The British and others with large tidal ranges, such as I saw in Brittany, have dealt with their large number of drying height tidal opportunities in a variety of ways: sometimes through tidal gates that "seal in the sea" so that a harbour is essentially locked and does not dry (and cannot be entered or left unless the height of tide allows it). Such a scheme is in effect in Cardiff Bay, and other sorts of tidal barrages are rigged with water turbines that capture the energy in a dropping tide in a controlled fashion. Minas Bay, off the more famous Bay of Fundy, is seeing this sort of renewable energy project.

The Bay of Fundy is a logical place to make tidal power. This is the plant at Annapolis Royal.
Which, from the viewpoint of those keen on renewable energy and not seeing stinky harbour bottoms, is all well and good. But what if there were compelling reasons to deliberately "beach" one's boat?
Ar, scrub the barnacles, ye scurvy pre-industrialist workforce!
The proper, or least saltier, word for letting the tide gradually lay a boat down on its side is careening. or "heaving down". It was about the only way, short of entering one of the rather rare dry dock facilities available prior to the 20th century, to scrap marine growth from the bottom, to replace rotten planking, or to do the sort of caulking needed to keep the sea away from the cargo through leaks.

This is easier for full-keelers because they don't tend to heel over enough to have a porthole or hatch below the waterline when the refloat. Photo (c) S/V Moulin-Rouge.
In some places, when the weather is calm and the shoreline pointy-rock-free and of the right angle, careening is a good way to clean the bottom, service the prop and ream out the through-hulls. But it's not always easy to find the right combination of protected and properly pitched shoreline, convenient tidal range, and water that won't freeze your nuts off; this is why decent careening spots are often marked, to this day, on the better sort of charts. It was part of the "commons of the sea" as everyone with a boat had to get at their hulls sometime, and diving, where even invented, was dubious for the first few centuries.

The combination of a shallow beach, a big tidal range and a boat that will lay on its own hull this way without falling completely over is a rare combination. Photo (c) S/V Sea Comber

Also, in most careening situations, it can be hard to impossible to paint or to effectively scrap the last foot or two of the keel as it will never be fully dry. And you have to do the whole process twice...because only one side of the hull will dry out per tide.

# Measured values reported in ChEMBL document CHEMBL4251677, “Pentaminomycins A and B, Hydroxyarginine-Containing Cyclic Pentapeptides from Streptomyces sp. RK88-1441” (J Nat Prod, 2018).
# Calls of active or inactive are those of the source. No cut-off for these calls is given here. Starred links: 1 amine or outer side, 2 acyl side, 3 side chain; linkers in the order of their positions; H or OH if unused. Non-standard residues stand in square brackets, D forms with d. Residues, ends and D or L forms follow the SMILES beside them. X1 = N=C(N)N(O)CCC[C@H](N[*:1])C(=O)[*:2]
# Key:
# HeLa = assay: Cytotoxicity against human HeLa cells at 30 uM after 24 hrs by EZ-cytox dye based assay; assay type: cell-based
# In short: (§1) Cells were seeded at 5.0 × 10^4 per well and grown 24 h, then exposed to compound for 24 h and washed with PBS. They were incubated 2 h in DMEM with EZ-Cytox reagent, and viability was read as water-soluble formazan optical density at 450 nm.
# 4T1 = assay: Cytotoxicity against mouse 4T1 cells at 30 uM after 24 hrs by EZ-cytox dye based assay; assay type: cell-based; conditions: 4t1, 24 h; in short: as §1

I'm guessing "Malaysia"...the travelift, not the boat.
While the usual cruising boat tactic involves the sort of strap and hoist affair of the Travelift system pictured above, followed by jackstands and cradling on land, the admittedly efficient process isn't cheap and Travelifts themselves aren't necessarily common once away from Western ports and the richer sort of marina or yacht club.

Ladder optional.

Another primarily British method of getting at the bottom of the boat when the tide is out is the twin or bilge keel design. Consisting of two keels offset from the centreline of the hull, and a strong, slightly shorter rudder, bilge keelers will happily sit on the exposed sea floor, allowing all sorts of necessary maintenance.
A slightly faster looking twin keeler.
Utilitarian as this is, they aren't great sailers due to the drag of two keels, and while I'm not entirely sure about this, they don't seem to show up on boats over 30 feet in length, probably because the heavier sort of boat would require far too large and strong twin keels to support the mass of the rest of the hull, which would create even more drag, and drag in a hull is generally the opposite of fun.
Now, that looks cleaner, lighter and more compact than even jackstands. Easier to stow, too.
Here's where the "beaching leg" comes in. It's a extendable adjustable aluminum sleeved pipe, in essence, with a load-spreading "foot" and tensioned lines to keep it vertical. The main weight of the boat rests on its keel and the legs only have to provide balance, in the same fashion as the training wheels on a child's bike.
It's engineering, sure, but it's not rocket science. It's basically a strut. (c) S/V Panope

There's no particular reason why one couldn't make them oneself, and in fact, that is where I got the idea: from a Cruisers' Forum thread on making one's own beaching legs, although I had seen them mentioned on occassion in the more obscure cruiser narratives. The poster named "Panope", who has an interesting refit thread of his own here, has a boat perhaps even more densely built than Alchemy,

There's a family resemblance, I will admit. Photo (c) S/V Panope.
It's a Colvin 34 and it is clearly a labour of love. But as is so often the case when I see gifted craftspeople with intriguing boat ideas, it's the little self-starter projects that catch my eye. Beaching legs could be stowed on deck and rigged at the pipe gunwhales of Alchemy in a rather straightforward manner: I have the one-inch bolts and enough spare quarter-inch SS wire to do the job...I would just need about $300 of aluminum plate and tubing. I like the idea of not having to haul out for minor fixes, painting or prop servicing. While I'm sure they do fine work, if the prices listed here are a guide, I would be willing to try my hand at making my own from plate aluminum and pipe. I already know we have a good keel bottom for this sort of setup. So perhaps Alchemy will one day stand proud with the tide out, and we'll have the boat with the nicest legs in the harbour.
The less-confidence-inspiring single-leg option. Hope it stays calm.